Hourly compensation rises in 1998
March 10, 1999
Increases in hourly compensation—both standard and inflation-adjusted—were higher in 1998 than in 1997 in the business, nonfarm business, and manufacturing sectors of the U.S. economy. The real hourly compensation increase in nonfarm business (2.6 percent) was the largest since 1986, while the manufacturing rise (2.9 percent) was the largest since 1982.
Following three years of decline from 1993 to 1995, real hourly compensation in the business sector increased for the third consecutive year, up 2.7 percent in 1998. Business sector hourly compensation increased 4.3 percent in nominal terms, while consumer prices rose 1.6 percent.
Manufacturing sector real hourly compensation rose 2.9 percent in 1998. Real hourly compensation gains were 2.5 percent in durable goods, and 3.5 percent in nondurable goods.
These data are a product of the BLS Quarterly Labor Productivity program. Additional information is available from news release USDL 99-53, "Productivity and Costs: Revised Fourth-Quarter Measures and Annual Averages, 1998."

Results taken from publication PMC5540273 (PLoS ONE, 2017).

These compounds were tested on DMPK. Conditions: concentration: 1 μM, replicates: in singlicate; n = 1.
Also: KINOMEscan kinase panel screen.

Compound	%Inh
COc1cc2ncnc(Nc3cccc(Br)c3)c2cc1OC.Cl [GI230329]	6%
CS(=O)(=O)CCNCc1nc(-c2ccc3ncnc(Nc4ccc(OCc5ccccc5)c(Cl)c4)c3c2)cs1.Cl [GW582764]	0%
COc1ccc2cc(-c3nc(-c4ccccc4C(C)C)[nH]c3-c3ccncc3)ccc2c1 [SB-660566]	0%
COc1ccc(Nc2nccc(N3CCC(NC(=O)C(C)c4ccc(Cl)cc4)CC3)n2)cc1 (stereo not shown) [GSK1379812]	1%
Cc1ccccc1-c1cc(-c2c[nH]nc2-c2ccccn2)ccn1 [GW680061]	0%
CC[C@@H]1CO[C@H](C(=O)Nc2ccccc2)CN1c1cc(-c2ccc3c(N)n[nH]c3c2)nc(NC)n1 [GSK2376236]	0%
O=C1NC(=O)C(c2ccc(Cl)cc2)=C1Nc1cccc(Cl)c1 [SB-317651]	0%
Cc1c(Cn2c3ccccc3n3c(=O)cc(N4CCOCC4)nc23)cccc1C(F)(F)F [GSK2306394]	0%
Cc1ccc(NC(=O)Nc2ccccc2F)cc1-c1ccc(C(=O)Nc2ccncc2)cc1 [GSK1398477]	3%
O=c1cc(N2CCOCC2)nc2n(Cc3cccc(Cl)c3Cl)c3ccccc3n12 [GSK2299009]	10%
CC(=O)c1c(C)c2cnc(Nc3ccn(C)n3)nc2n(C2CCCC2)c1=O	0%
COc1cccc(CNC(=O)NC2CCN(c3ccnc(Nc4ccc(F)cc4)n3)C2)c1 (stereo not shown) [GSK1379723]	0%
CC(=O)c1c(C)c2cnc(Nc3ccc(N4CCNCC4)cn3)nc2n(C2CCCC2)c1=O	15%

Bureau of Labor Statistics, U.S. Department of Labor, The Economics Daily, Hourly compensation rises in 1998 on the Internet at https://www.bls.gov/opub/ted/1999/mar/wk2/art03.htm (visited April 28, 2017).
Recent editions of Spotlight on Statistics
STEM occupations: past, present, and future
A look at employment and wages in science, technology, engineering, and mathematics occupations.
Workplace injuries and illnesses and employer costs for workers’ compensation
Workplace injury and illness data and the costs to employers for workers’ compensation in natural resources, construction, and maintenance occupations.
A look at the future of the U.S. labor force to 2060
Projected long-term trends in the growth, size, and composition of the labor force.
Union membership in the United States
Historical trends in union membership among employed wage and salary workers; union membership by a variety of demographic characteristics.